DENVER–Tucked into a maze of federal brick buildings west of Denver, the National Ice Core Laboratory stores some of the most important data in the world.
Air bubbles trapped in the ice samples give scientists a glimpse of Earth’s climate stretching back 450,000 years. This ice is crucial, scientists say, for analyzing and addressing climate change.
“It’s incredibly important work for humanity,” said Richard Nunn, deputy curator at the lab.
He puts on clothing sufficient for an Arctic expedition and ventures into a minus 40ºF freezer where pillars of ice rest in silvery tubes stacked in rows from floor to ceiling. Nunn keeps the ice from melting, cuts it into smaller pieces, and sends ice samples to climate scientists worldwide.
During a recent visit, Nunn pulled out a tube of ice from deep under the Antarctic ice sheet. This piece of ice is 70,000 years old, he said, a relatively young specimen compared to the oldest cores in the lab dating back to 450,000 years ago. Nunn cradled the ice carefully in his hands. Each meter long specimen costs about $20,000 to extract.
The ice looks clear. But it contians microscopic bubbles of air trapped inside. These bubbles allow scientists to determine the composition of ancient climates and global temperatures. “Its the best window we have into our past,” Nunn said.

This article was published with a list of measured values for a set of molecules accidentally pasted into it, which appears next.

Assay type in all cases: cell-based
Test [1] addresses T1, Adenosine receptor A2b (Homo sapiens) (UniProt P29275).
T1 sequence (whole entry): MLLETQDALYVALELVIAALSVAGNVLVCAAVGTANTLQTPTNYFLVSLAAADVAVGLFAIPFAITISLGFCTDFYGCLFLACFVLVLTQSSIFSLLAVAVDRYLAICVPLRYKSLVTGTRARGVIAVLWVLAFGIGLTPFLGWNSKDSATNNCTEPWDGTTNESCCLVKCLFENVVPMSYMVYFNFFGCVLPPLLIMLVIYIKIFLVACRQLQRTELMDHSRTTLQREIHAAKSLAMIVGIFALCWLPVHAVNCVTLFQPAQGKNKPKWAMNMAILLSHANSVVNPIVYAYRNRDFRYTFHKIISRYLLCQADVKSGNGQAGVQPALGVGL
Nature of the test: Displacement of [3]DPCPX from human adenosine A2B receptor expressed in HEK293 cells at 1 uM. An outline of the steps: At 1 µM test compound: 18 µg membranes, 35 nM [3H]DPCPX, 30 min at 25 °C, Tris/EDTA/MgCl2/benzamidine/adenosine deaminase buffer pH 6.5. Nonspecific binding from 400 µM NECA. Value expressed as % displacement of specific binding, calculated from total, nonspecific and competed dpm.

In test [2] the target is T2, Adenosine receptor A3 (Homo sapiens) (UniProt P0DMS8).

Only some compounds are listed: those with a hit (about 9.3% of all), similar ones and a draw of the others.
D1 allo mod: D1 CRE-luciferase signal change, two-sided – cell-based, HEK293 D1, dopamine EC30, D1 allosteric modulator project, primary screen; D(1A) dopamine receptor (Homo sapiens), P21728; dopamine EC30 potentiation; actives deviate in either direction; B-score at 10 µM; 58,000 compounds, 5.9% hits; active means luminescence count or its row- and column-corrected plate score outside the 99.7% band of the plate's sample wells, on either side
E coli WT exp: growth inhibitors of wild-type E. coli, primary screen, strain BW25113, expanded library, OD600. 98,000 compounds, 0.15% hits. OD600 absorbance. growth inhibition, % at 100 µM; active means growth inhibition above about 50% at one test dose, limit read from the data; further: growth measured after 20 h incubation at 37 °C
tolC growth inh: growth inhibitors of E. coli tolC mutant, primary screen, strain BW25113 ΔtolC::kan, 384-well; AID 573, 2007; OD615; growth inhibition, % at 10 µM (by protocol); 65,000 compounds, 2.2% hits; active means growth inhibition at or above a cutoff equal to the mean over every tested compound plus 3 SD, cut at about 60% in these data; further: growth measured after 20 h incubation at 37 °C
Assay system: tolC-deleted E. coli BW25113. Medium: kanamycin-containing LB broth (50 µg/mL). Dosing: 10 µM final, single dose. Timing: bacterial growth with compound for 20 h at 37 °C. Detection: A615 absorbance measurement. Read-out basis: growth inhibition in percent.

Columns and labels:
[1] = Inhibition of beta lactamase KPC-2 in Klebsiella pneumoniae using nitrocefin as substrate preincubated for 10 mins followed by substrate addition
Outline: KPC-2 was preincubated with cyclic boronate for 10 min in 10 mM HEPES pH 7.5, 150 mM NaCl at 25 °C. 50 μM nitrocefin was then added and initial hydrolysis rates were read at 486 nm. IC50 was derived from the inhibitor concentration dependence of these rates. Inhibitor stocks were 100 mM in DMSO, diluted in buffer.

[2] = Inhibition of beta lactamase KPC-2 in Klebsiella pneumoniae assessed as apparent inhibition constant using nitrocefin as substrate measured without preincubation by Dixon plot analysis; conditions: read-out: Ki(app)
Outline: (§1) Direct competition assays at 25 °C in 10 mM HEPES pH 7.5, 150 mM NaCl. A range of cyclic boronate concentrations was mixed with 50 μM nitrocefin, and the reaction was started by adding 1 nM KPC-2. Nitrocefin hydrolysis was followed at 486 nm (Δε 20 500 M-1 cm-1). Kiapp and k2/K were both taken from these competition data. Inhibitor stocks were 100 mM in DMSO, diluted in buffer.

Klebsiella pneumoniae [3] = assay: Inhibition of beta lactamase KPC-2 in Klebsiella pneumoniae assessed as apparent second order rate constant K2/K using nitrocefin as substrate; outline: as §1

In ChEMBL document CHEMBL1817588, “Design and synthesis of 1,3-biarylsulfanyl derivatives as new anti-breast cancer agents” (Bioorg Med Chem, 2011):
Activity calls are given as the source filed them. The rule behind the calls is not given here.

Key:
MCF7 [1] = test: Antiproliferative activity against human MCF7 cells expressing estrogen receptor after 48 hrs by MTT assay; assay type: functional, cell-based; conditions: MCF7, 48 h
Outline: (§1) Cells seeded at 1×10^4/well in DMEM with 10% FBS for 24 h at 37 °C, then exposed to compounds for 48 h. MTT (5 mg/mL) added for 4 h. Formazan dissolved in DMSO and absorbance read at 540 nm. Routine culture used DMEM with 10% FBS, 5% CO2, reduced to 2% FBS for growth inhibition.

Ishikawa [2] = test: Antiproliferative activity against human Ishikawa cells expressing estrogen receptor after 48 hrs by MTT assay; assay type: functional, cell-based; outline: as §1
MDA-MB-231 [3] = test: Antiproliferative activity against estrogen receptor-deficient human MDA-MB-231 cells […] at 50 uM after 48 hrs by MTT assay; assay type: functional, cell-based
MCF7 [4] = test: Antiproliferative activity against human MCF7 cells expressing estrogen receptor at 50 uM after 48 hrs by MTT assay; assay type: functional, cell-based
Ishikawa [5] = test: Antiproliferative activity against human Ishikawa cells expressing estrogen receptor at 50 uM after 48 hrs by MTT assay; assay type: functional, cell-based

Yet U.S. politicians refuse to address or even acknowledge the reality of climate change.
The most recent United Nations-backed Intergovernmental Panel on Climate Change report anticipates a global temperature increase by 2.7ºC before 2040 –unless people shift much faster away from fossil fuels.
“It drives me crazy,” Nunn said.
At first, years ago, Nunn said he too was skeptical of anthropogenic climate change. But, after working for nearly a decade with the U.S. geological survey, he’s convinced that climate change is real and a major problem. “Anyone who has spent more than a few years studying this knows it’s cut and dry that we are causing this…..Climate change is the biggest problem of the century.”
Yet in Washington, Trump administration officials refuse to accept what a preponderance of scientists assert. “The political debate is about three steps behind,” Nunn said.
In the scientific community “the debate is about how to move forward, not if it is real,” Nunn said. “There’s a lot of money to be made in maintaining the status quo.”